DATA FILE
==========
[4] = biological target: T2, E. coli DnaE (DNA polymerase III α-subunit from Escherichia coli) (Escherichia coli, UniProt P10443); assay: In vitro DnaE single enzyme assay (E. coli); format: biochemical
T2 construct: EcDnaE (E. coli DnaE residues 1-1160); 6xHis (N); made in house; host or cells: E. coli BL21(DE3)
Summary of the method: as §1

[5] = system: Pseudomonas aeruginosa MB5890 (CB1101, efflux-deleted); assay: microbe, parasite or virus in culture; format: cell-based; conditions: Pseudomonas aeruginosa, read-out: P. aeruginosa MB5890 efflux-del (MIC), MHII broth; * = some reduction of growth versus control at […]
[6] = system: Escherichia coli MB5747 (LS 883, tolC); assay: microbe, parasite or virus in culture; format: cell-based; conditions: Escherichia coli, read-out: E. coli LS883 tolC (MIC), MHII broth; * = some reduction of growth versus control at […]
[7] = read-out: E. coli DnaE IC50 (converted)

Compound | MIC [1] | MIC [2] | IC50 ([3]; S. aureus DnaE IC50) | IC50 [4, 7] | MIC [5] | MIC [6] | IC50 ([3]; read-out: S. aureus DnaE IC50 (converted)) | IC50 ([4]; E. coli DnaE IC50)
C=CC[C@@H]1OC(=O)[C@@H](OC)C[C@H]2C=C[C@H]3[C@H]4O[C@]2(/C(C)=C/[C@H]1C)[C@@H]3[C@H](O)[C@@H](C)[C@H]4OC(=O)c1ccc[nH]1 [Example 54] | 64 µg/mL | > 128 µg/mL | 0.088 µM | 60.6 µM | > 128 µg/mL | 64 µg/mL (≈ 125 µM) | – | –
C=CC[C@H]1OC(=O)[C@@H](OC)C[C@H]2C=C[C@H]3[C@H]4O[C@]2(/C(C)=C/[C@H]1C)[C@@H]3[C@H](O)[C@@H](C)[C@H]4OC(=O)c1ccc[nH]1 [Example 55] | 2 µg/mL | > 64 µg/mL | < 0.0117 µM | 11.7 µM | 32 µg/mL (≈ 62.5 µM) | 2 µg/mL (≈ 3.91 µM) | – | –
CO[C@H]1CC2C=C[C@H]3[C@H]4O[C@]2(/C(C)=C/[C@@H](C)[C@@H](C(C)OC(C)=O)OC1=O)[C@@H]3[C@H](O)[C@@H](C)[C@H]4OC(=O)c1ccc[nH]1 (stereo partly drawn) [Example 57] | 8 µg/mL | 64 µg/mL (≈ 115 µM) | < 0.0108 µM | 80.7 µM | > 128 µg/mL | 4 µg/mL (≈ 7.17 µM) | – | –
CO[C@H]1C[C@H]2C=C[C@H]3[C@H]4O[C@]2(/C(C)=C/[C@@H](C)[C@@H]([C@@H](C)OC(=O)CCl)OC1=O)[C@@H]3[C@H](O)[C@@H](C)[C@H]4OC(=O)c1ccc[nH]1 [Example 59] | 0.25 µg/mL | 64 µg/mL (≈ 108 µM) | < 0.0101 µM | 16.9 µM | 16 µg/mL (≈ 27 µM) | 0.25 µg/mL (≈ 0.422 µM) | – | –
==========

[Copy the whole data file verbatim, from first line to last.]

[4] = biological target: T2, E. coli DnaE (DNA polymerase III α-subunit from Escherichia coli) (Escherichia coli, UniProt P10443); assay: In vitro DnaE single enzyme assay (E. coli); format: biochemical
T2 construct: EcDnaE (E. coli DnaE residues 1-1160); 6xHis (N); made in house; host or cells: E. coli BL21(DE3)
Summary of the method: as §1

[5] = system: Pseudomonas aeruginosa MB5890 (CB1101, efflux-deleted); assay: microbe, parasite or virus in culture; format: cell-based; conditions: Pseudomonas aeruginosa, read-out: P. aeruginosa MB5890 efflux-del (MIC), MHII broth; * = some reduction of growth versus control at […]
[6] = system: Escherichia coli MB5747 (LS 883, tolC); assay: microbe, parasite or virus in culture; format: cell-based; conditions: Escherichia coli, read-out: E. coli LS883 tolC (MIC), MHII broth; * = some reduction of growth versus control at […]
[7] = read-out: E. coli DnaE IC50 (converted)

Compound | MIC [1] | MIC [2] | IC50 ([3]; S. aureus DnaE IC50) | IC50 [4, 7] | MIC [5] | MIC [6] | IC50 ([3]; read-out: S. aureus DnaE IC50 (converted)) | IC50 ([4]; E. coli DnaE IC50)
C=CC[C@@H]1OC(=O)[C@@H](OC)C[C@H]2C=C[C@H]3[C@H]4O[C@]2(/C(C)=C/[C@H]1C)[C@@H]3[C@H](O)[C@@H](C)[C@H]4OC(=O)c1ccc[nH]1 [Example 54] | 64 µg/mL | > 128 µg/mL | 0.088 µM | 60.6 µM | > 128 µg/mL | 64 µg/mL (≈ 125 µM) | – | –
C=CC[C@H]1OC(=O)[C@@H](OC)C[C@H]2C=C[C@H]3[C@H]4O[C@]2(/C(C)=C/[C@H]1C)[C@@H]3[C@H](O)[C@@H](C)[C@H]4OC(=O)c1ccc[nH]1 [Example 55] | 2 µg/mL | > 64 µg/mL | < 0.0117 µM | 11.7 µM | 32 µg/mL (≈ 62.5 µM) | 2 µg/mL (≈ 3.91 µM) | – | –
CO[C@H]1CC2C=C[C@H]3[C@H]4O[C@]2(/C(C)=C/[C@@H](C)[C@@H](C(C)OC(C)=O)OC1=O)[C@@H]3[C@H](O)[C@@H](C)[C@H]4OC(=O)c1ccc[nH]1 (stereo partly drawn) [Example 57] | 8 µg/mL | 64 µg/mL (≈ 115 µM) | < 0.0108 µM | 80.7 µM | > 128 µg/mL | 4 µg/mL (≈ 7.17 µM) | – | –
CO[C@H]1C[C@H]2C=C[C@H]3[C@H]4O[C@]2(/C(C)=C/[C@@H](C)[C@@H]([C@@H](C)OC(=O)CCl)OC1=O)[C@@H]3[C@H](O)[C@@H](C)[C@H]4OC(=O)c1ccc[nH]1 [Example 59] | 0.25 µg/mL | 64 µg/mL (≈ 108 µM) | < 0.0101 µM | 16.9 µM | 16 µg/mL (≈ 27 µM) | 0.25 µg/mL (≈ 0.422 µM) | – | –